A long range acoustic device (LRAD), used to fend off Somali pirates, radical environmentalists, and Iraqi insurgents by their adversaries, was deployed by police recently at local political events in California, reports San Diego-based East County Magazine.
The device was stationed by San Diego County Sheriff deputies at a recent town hall forum hosted by Congresswoman Susan Davis (D-San Diego) in Spring Valley and at a subsequent town hall with Congressman Darrell Issa (R-San Diego). The Davis Rally drew an estimated 1,300-1,500 people, including vocal conservative and liberal protest groups.
A public records search conducted by East County Magazine has confirmed that the device is an LRAD 500-x manufactured by San Diego-based American Technology Corporation (ATC). Capable of use as an effective loudspeaker, the LRAD also has the ability to emit a deafening tone aimed at incapacitating and dispersing a crowd without use of lethal force.
And as Wired.com's Danger Room observes, the acoustic device can irreparably damage human hearing, depending on how its owner uses it. It can blast sounds at 150 decibels—"50 times the human threshold of pain," East County Magazine reports.
ATC spokesman Robert Putnam told the magazine a demonstrator would have to stand inside the device's beam for a long time before any damage was done.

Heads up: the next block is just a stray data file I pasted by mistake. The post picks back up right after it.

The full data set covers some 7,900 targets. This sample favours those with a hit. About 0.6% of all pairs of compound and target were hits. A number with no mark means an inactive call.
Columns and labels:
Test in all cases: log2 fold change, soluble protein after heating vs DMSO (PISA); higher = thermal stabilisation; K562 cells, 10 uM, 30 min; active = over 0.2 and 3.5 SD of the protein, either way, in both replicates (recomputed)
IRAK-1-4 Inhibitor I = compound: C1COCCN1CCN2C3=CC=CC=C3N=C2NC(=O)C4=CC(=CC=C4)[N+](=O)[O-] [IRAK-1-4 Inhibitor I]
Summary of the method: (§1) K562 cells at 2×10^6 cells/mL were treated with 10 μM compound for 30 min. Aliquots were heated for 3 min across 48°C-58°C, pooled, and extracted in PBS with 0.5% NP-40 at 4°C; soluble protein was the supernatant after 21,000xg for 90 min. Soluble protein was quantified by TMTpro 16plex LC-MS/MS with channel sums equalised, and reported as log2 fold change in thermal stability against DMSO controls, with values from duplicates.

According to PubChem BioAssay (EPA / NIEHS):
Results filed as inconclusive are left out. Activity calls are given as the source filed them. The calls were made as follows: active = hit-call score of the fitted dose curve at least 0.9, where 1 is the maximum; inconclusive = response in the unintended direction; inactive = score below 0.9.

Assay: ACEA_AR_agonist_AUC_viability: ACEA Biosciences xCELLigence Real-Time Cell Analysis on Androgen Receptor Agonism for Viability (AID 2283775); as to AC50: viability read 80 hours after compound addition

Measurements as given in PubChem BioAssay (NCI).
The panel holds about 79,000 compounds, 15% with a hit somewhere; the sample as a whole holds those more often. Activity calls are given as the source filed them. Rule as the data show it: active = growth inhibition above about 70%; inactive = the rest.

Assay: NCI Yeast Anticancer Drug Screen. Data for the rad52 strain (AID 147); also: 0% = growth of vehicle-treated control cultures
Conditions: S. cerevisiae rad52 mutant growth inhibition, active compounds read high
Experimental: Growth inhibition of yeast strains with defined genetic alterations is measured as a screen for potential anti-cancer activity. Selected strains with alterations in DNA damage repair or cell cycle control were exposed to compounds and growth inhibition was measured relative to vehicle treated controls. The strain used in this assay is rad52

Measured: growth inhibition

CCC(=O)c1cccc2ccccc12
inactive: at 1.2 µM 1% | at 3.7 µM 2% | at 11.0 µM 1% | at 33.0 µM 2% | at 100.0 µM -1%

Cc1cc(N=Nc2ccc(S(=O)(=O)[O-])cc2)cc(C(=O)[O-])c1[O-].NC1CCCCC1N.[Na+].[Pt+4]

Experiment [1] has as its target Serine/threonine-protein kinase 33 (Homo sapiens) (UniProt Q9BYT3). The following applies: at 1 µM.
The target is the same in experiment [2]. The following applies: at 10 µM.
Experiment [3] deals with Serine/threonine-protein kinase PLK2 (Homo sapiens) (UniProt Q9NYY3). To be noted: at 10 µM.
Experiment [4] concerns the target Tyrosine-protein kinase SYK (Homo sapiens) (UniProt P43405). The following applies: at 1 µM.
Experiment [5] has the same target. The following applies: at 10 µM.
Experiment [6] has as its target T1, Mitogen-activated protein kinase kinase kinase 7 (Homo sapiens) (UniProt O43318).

“You’d have to be in close proximity for several minutes in order to have any damage at all," he said. "If you willingly stand in that beam for an extended situation, then that’s your choice. There’s no way a large crowd would stay.”
Putnam added that the whole point behind LRADs is to disperse crowds without harming them among other uses, such as warning a fishing vessel that it has wandered too close to a military vessel.
The device was originally designed by ATC after the U.S. Navy to deter attackers after the U.S.S. Cole suicide bombing in 2000, when two al Qaeda terrorists slammed an explosive-laden small boat into the destroyer in the Gulf of Aden. The attack killed 17 crewmen and wounded 47 others.
East County Magazine asked newly appointed San Diego Sheriff, Bill Gore, whether officers had enough training to use the device safely. "Our deputies have the required training," he told the magazine.
For more on LRADs, watch this report from the Associated Press.
♦ Photo by baratunde/Flickr